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ADVISORY: Traveling in Mexico

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Read the country information page for additional information on travel to Mexico. Image for illustration purposes
Read the country information page for additional information on travel to Mexico. Image for illustration purposes
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According to the State Department of the United States, all U.S. Citizens should travel in Mexico with Extreme caution and follow all of the guidelines in the following advisory:

Source: https://www.state.gov

Country Summary: Violent crime – such as homicide, kidnapping, carjacking, and robbery – is widespread and common in Mexico. The U.S. government has limited ability to provide emergency services to U.S. citizens in many areas of Mexico, as travel by U.S. government employees to certain areas is prohibited or restricted. In many states, local emergency services are limited outside the state capital or major cities.

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U.S. citizens are advised to adhere to restrictions on U.S. government employee travel. State-specific restrictions are included in the individual state advisories below. U.S. government employees may not travel between cities after dark, may not hail taxis on the street, and must rely on dispatched vehicles, including app-based services like Uber, and regulated taxi stands. U.S. government employees should avoid traveling alone, especially in remote areas. U.S. government employees may not drive from the U.S.-Mexico border to or from the interior parts of Mexico, except daytime travel within Baja California and between Nogales and Hermosillo on Mexican Federal Highway 15D, and between Nuevo Laredo and Monterrey on Highway 85D.

Read the country information page for additional information on travel to Mexico.

The Centers for Disease Control and Prevention (CDC) has determined Mexico has a high level of COVID-19.  Visit the CDC page for the latest Travel Health Information related to your travel. 

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Do Not Travel To:

  • Colima state due to crime and kidnapping.
  • Guerrero state due to crime.
  • Michoacan state due to crime and kidnapping.
  • Sinaloa state due to crime and kidnapping
  • Tamaulipas state due to crime and kidnapping.
  • Zacatecas state due to crime and kidnapping.

Reconsider Travel To:

  • Baja California state due to crime and kidnapping.
  • Chihuahua state due to crime and kidnapping.
  • Durango state due to crime.
  • Guanajuato state due to crime and kidnapping.
  • Jalisco state due to crime and kidnapping.
  • Morelos state due to crime.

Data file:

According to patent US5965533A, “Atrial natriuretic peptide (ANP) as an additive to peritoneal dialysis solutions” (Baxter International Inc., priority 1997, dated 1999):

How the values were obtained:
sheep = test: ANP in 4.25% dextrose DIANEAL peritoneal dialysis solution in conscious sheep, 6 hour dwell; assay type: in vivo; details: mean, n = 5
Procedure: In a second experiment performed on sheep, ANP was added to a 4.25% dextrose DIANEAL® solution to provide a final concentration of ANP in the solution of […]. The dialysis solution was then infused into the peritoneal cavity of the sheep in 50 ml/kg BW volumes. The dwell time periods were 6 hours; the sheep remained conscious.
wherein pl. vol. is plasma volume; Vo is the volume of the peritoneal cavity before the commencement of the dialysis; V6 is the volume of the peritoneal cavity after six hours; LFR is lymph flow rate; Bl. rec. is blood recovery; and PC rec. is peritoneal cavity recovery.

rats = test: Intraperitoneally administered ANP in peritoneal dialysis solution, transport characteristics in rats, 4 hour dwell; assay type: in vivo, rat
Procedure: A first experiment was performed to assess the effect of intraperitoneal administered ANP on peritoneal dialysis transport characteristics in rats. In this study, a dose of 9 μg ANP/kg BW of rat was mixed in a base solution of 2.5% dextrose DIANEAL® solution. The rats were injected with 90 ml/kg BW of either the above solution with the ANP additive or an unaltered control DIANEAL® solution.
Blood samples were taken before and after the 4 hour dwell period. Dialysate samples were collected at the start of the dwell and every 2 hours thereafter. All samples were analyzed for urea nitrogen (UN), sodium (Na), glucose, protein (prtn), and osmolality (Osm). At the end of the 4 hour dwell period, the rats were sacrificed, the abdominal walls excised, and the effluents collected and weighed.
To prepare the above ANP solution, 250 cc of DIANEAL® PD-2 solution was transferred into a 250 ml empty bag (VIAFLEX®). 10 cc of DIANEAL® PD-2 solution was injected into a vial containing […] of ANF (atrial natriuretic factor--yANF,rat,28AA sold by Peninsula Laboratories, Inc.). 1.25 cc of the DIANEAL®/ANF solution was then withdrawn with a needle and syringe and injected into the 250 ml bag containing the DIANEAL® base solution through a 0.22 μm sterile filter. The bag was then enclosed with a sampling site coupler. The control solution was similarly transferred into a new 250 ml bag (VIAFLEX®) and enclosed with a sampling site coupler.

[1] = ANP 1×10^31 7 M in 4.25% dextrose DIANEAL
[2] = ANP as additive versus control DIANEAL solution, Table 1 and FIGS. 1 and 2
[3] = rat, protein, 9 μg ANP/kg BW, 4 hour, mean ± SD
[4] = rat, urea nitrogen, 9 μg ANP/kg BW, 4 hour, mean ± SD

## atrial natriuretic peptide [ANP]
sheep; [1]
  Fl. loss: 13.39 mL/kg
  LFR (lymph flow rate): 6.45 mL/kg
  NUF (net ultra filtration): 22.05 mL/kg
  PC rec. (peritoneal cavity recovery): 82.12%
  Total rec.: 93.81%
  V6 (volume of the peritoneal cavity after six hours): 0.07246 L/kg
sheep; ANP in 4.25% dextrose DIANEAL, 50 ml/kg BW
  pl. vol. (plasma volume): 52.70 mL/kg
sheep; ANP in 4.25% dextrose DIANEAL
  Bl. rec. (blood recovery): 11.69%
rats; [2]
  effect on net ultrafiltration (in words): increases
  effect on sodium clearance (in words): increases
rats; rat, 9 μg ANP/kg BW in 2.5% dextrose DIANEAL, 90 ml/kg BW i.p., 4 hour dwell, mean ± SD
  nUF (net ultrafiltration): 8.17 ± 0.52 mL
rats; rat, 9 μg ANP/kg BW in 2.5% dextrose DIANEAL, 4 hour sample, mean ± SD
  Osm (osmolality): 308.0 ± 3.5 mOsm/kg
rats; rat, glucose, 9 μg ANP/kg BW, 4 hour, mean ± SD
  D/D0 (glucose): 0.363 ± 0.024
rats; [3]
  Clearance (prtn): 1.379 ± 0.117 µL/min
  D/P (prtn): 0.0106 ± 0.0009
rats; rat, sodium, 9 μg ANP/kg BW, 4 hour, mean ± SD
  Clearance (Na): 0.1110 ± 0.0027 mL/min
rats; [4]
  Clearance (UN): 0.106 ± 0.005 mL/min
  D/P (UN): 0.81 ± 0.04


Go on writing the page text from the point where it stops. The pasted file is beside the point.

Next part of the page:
• Sonora state due to crime and kidnapping.

Exercise Increased Caution When Traveling To:

  • Aguascalientes state due to crime.
  • Baja California Sur state due to crime.
  • Chiapas state due to crime.
  • Coahuila state due to crime.
  • Hidalgo state due to crime.
  • Mexico City due to crime.
  • Mexico State due to crime.
  • Nayarit state due to crime.
  • Nuevo Leon state due to crime and kidnapping.
  • Oaxaca state due to crime.
  • Puebla state due to crime and kidnapping.
  • Queretaro state due to crime.
  • Quintana Roo state due to crime and kidnapping.
  • San Luis Potosi state due to crime and kidnapping.
  • Tabasco state due to crime.
  • Tlaxcala state due to crime.
  • Veracruz state due to crime.

Exercise Normal Precautions When Traveling To:

  • Campeche state
  • Yucatan state

Visit our website for Travel to High-Risk Areas.

If you decide to travel to Mexico:

  • Review the U.S. Embassy’s webpage on COVID-19.
  • Visit the CDC’s web page on Travel and COVID-19.
  • Keep traveling companions and family back home informed of your travel plans. If separating from your travel group, send a friend your GPS location. If taking a taxi alone, take a photo of the taxi number and/or license plate and text it to a friend.
  • Use toll roads when possible and avoid driving alone or at night. In many states, police presence and emergency services are extremely limited outside the state capital or major cities.
  • Exercise increased caution when visiting local bars, nightclubs, and casinos.
  • Do not display signs of wealth, such as wearing expensive watches or jewelry.
  • Be extra vigilant when visiting banks or ATMs.
  • Enroll in the Smart Traveler Enrollment Program (STEP) to receive Alerts and make it easier to locate you in an emergency.
  • Follow the Department of State on Facebook and Twitter.
  • Follow the U.S. Embassy on Facebook and Twitter.
  • Review the Country Security Report for Mexico.
  • Mariners planning travel to Mexico should check for U.S. maritime advisories and alerts, which include instructions on reporting suspicious activities and attacks to Mexican naval authorities.
  • Prepare a contingency plan for emergency situations. Review the Traveler’s Checklist.

Information Source: https://www.state.gov

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